As much as my kids love their sports (soccer, baseball, basketball, and so on), and as much as I enjoy their games, and enjoy that they enjoy them so much, there’s one element of kids’ teams sports that I don’t enjoy at all: snack duty. Over years I’ve got the snack duty purchases down to a mindless routine, but I don’t enjoy it. I don’t even see the point of it.
Who invented snack duty anyway? Why do we have to reward physical activity with food? And who decided to make it so freaking competitive?
Trying to please everyone
The first time I was on snack duty years and years ago, I approached it with a sense of fun. I deliberated whether I would made something or just buy. In the end time got away from me, and I ended
up getting snack packs of cheesy popcorn and juice boxes and presenting them at the sidelines with a smile. Most of the kids liked my choice, but not all of, course. One came up to me, angry, “I
hate these!” like it was an intentional choice to make him unhappy. Others liked the popcorn but not the juice boxes, or the juiceboxes but not the popcorn – and many comments from each
side. Add in a few comments from one kids to another of, “Euw! You like that?” and by the end of the designated five minute snack time my smile had turned to, “What the heck just happened?”
Shortly thereafter, my snack duty naivete was dashed forever when I noticed the level of effort some moms went through for snack duty. Some moms made homemade granola bars, some cupcakes, some had
gone all granola, and on and on and on. Some items were clearly created to impress the other moms first, nourish the kids second. Other moms had brought such a variety of snacks in an effort to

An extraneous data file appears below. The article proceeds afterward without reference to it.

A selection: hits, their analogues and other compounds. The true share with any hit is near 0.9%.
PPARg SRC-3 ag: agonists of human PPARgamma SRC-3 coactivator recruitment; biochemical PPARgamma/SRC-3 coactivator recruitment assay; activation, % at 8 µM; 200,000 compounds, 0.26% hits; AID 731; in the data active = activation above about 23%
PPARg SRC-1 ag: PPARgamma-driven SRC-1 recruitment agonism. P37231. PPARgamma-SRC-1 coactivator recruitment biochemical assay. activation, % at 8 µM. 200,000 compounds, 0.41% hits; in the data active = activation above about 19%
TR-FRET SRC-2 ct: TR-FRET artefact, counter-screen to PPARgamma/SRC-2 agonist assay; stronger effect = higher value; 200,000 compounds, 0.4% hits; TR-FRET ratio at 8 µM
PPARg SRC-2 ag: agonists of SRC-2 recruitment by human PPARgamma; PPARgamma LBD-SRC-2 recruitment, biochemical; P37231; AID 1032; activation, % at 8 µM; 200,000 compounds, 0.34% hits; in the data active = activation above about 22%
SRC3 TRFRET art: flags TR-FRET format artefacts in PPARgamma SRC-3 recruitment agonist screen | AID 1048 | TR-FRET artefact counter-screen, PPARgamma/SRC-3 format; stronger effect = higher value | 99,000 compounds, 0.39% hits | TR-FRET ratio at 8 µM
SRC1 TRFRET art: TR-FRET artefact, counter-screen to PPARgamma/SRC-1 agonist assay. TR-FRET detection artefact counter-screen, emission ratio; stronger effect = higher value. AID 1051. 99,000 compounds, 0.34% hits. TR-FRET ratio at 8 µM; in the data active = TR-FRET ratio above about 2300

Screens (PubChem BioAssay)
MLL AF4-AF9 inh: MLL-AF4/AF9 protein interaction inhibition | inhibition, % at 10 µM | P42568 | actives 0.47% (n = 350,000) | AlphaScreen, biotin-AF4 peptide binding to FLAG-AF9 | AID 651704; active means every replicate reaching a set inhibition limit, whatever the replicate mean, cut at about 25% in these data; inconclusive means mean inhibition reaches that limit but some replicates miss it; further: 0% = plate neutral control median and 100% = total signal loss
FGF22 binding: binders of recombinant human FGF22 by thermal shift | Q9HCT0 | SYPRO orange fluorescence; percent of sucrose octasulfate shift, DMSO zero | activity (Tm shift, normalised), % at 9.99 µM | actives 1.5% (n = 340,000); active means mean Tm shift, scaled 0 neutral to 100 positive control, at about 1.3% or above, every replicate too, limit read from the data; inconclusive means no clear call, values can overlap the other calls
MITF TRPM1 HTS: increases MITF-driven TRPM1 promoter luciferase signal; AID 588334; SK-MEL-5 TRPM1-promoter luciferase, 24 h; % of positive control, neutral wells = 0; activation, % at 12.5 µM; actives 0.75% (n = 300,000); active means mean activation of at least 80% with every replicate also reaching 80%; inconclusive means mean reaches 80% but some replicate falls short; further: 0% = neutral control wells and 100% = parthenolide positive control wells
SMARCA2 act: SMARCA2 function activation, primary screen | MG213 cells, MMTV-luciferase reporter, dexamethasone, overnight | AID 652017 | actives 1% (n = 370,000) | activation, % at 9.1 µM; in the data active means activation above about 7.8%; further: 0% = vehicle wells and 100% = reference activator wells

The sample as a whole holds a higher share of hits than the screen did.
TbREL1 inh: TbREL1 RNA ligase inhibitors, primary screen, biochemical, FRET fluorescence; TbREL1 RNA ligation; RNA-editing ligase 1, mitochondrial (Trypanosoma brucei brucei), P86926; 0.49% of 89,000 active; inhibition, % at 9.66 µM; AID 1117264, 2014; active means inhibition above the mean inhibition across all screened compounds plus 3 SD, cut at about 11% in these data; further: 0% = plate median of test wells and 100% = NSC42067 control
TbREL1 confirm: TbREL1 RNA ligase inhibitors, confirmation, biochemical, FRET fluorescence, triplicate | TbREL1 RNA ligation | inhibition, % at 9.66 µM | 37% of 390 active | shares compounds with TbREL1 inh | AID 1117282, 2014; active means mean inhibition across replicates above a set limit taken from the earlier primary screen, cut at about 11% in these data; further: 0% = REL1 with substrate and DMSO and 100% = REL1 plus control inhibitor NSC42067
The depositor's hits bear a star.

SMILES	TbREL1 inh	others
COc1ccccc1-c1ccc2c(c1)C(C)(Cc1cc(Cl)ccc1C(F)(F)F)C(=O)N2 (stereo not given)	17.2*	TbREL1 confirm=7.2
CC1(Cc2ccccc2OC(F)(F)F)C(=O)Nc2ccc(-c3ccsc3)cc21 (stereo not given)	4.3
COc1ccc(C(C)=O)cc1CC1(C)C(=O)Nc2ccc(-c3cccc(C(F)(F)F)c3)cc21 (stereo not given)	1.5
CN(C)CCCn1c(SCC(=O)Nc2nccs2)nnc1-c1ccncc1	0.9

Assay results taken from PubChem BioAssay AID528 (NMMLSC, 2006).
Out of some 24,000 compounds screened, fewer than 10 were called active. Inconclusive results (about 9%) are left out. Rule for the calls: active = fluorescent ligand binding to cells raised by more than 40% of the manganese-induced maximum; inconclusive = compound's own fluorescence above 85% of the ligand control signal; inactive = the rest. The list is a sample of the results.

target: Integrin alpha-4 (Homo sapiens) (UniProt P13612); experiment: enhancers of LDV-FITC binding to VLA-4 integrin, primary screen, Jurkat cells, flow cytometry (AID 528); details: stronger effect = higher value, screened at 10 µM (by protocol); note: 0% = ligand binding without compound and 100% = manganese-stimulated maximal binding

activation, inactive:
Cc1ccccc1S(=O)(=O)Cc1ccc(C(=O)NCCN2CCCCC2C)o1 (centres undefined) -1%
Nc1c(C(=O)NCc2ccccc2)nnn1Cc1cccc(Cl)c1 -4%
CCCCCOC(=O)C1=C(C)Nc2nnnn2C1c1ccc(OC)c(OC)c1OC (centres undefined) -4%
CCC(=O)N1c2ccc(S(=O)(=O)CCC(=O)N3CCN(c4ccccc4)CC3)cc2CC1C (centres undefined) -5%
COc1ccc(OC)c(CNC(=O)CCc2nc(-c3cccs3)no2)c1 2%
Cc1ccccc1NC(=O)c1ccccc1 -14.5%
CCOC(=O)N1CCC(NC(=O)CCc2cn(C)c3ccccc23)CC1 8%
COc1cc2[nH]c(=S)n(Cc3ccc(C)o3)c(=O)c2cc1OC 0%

please every kid that one had to wonder at the expanse of their family’s food budget. Clearly, snack time was about the moms more than the kids.
All that trash
I also noticed, no matter who brought what for snack duty, that there was trash. Lots and lots of trash. It took a couple moms and the coach several minutes to collect it all. That also seemed
What’s the bigger message?
Over the years, I’ve noticed more than a few kids who are more fixated on snack time than the actual sport – those kids who play for a few minutes and then ask, “Can I have snack now?” Those kids
certainly seem to have the message that sports are a means to an end – eating – and not fun in and of themselves. Are other kids getting that message, too? Because it’s not one I want to send. So
can we get rid of snack duty already?
Thankfully, snack duty has been turned down a notch in the last couple of years, but it’s not gone completely. With the increasing use of reusable sports bottles, kids can bring water for
themselves (healthier than most juices and sports drinks and no trash!) and they know if they will need a snack mid-game and can bring it. There are still a couple sports that include rotating
snack duty – and I’ll do it, but I’ll be the no-fun mom in the process, bringing water and fruit instead of processed food products.
Stuck with sports snack duty? Get ideas here on sports snacks to boost energy.